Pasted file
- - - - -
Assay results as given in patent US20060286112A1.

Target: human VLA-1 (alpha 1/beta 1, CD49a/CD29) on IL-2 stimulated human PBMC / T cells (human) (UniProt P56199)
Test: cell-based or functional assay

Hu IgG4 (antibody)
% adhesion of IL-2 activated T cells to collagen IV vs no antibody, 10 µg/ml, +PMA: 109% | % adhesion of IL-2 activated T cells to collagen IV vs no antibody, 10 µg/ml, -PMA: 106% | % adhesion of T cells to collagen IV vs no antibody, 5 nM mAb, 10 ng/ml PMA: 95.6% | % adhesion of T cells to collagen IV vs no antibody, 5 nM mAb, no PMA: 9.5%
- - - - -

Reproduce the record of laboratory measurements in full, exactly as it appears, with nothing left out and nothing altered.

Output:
Assay results as given in patent US20060286112A1.

Target: human VLA-1 (alpha 1/beta 1, CD49a/CD29) on IL-2 stimulated human PBMC / T cells (human) (UniProt P56199)
Test: cell-based or functional assay

Hu IgG4 (antibody)
% adhesion of IL-2 activated T cells to collagen IV vs no antibody, 10 µg/ml, +PMA: 109% | % adhesion of IL-2 activated T cells to collagen IV vs no antibody, 10 µg/ml, -PMA: 106% | % adhesion of T cells to collagen IV vs no antibody, 5 nM mAb, 10 ng/ml PMA: 95.6% | % adhesion of T cells to collagen IV vs no antibody, 5 nM mAb, no PMA: 9.5%